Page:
Spring barley growers can reduce the yield and quality-robbing effects of ramularia by shielding crops from the effects of stress. That’s the latest advice from agronomy firm ProCam, with the company’s regional technical manager for Scotland, Alistair Gordon, warning that the physiological effects of drought stress and soil nutrient deficiencies can trigger outbreaks of the disease in infected plants.
“The good news for growers of spring barley is that even if a crop has been infected by ramularia the disease can remain dormant without causing too much undue damage to the crop’s yield or quality potential,” Mr Gordon explains. “Unfortunately, if infected crops are subsequently subjected to stress factors such as adverse weather, or a shortage of soil moisture or inadequate trace elements, they can be significantly hampered by outbreaks of the disease.”
With the loss of chlorothalonil (CTL) – a key fungicide historically considered to reduce ramularia – growers should take steps to ensure crops remain healthy and stress-free, believes Mr Gordon.
“We can’t do much to control the weather, but we can take steps to mitigate other stresses such as soil health and the provision of nutrients and trace elements. The key is to understand exactly how the crop is progressing and to ensure the soil contains adequate nutrients to meet its ongoing needs.”
Mr Gordon recommends the use of in-season leaf tissue testing: “Soils can look good, and crops can appear healthy, but it is impossible to tell if a crop is being held back by a lack of nutrients, especially manganese, zinc and copper,” he explains.
“A post-harvest grain analysis will provide a good performance review at the end of the season to indicate whether or not the crop had received adequate nutrients and will help to dictate the nutrient strategy for the following year, but by that stage in proceedings it will be too late to affect the crop’s performance in the current season. It’s therefore sensible to conduct in-season leaf tissue testing as well to understand the crop’s status as it’s growing.”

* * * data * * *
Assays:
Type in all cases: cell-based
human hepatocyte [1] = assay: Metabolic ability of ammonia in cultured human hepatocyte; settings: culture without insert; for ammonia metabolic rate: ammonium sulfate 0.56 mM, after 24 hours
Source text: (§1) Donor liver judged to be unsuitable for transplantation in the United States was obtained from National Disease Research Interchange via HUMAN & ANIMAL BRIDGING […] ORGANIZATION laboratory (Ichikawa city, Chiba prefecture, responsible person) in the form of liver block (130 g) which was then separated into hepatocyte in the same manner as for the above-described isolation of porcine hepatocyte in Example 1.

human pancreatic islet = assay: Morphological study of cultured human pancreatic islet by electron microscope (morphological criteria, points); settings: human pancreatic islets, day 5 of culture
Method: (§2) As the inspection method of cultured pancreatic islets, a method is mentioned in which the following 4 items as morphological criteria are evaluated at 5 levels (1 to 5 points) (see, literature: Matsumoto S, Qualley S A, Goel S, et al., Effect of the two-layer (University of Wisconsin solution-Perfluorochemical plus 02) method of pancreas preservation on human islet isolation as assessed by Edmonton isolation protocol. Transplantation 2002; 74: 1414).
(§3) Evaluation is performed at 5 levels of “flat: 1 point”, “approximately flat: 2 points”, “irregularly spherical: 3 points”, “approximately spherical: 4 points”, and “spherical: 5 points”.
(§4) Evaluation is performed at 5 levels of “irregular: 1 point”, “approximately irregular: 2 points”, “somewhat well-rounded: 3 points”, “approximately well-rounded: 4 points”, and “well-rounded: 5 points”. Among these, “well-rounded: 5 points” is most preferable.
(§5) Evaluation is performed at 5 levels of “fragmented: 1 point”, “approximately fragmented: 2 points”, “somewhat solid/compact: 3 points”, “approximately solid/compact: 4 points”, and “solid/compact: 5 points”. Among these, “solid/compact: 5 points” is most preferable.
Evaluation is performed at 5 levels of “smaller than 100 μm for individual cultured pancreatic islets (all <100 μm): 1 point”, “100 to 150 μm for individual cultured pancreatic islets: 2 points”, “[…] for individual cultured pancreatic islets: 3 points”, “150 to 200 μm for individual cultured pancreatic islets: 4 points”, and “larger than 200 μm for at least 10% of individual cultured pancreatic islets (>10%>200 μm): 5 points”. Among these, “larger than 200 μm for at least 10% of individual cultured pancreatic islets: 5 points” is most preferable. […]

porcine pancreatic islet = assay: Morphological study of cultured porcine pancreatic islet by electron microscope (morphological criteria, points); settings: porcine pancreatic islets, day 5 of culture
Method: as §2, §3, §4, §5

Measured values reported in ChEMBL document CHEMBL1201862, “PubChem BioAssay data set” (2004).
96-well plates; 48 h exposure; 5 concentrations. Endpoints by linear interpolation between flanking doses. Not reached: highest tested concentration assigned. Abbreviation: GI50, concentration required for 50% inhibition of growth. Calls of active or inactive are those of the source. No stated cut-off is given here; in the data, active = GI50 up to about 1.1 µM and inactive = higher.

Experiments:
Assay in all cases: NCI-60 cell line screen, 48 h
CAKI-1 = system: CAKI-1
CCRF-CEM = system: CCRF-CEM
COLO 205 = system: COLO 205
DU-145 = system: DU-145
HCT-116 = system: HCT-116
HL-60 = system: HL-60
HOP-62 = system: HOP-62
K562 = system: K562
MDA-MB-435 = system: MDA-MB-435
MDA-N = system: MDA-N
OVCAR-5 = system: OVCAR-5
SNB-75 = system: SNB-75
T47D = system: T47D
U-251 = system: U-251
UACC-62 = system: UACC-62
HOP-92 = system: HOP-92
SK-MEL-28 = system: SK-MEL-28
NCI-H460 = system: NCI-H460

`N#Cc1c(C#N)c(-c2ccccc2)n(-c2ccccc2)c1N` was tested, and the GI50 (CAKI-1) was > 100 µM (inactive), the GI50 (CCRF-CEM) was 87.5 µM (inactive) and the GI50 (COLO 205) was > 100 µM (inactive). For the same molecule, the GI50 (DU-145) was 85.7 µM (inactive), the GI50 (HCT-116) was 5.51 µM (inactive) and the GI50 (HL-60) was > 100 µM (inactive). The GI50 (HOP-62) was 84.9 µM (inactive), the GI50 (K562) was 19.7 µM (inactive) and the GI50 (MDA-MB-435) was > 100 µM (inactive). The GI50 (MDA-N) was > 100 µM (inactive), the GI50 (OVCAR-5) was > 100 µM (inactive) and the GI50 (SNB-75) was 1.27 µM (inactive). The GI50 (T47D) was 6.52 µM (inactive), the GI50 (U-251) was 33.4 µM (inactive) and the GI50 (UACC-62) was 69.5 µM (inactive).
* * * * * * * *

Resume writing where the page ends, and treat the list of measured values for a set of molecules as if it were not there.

Mr Gordon also warns growers not to wait until they think there’s a problem. “All too often leaf testing is only done if there’s an apparent problem with the crop’s development. But by that time it could be too late to rectify any underlying issues, and the crop’s yield potential and grain quality is already likely to be compromised. It therefore makes more sense to do leaf testing on a proactive basis – with a minimum of one test per parcel of land – so that any remedial actions can be made in good time.”
To prevent and rectify potential nutrient disparities, Mr Gordon recommends the pre-emptive use of suitable micronutrient and biostimulant treatments: “Seaweed-based biostimulants such as Zodiac have been proven to relieve stress and maximise crop potential by giving young plants a stronger start and enabling them to develop an improved root structure,” he explains. “This in turn makes the crop more resilient to suboptimal growing conditions later in the season and better able to access water and nutrients, even during drier periods when the potential for drought stress – often the precursor to ramularia – is higher.”
Zodiac also provides amino acids and peptides from plant-sourced protein hydrolysates to further enhance the health and resilience of crops. “If products such as this are only applied once a crop has started to show the effects of physiological stress, disease or slow growth, it may be too late to reverse the negative impact,” Mr Gordon adds. “Instead, biostimulants and micronutrients should be applied proactively as a cost-effective insurance policy against any developing stress-related issues so that the crop’s development isn’t unduly hindered.”
New barley research
As part of its ongoing programme of arable crop trials, ProCam is researching ways to reduce the impact of ‘skinning’ which occurs when the barley grain husk does not completely adhere to the grain, causing the crop to be rejected by the end user or for the grower to incur a reduced payment. “We know variety choice has the biggest impact on a crop’s potential to suffer skinning, but we want to know if that potential can be mitigated by in-field agronomic practices,” Mr Gordon explains. “It’s a problem that a lot of farmers, particularly in the North of Scotland, have expressed concern about, so we’re looking into it this year and hope to be able to announce some initial findings soon.”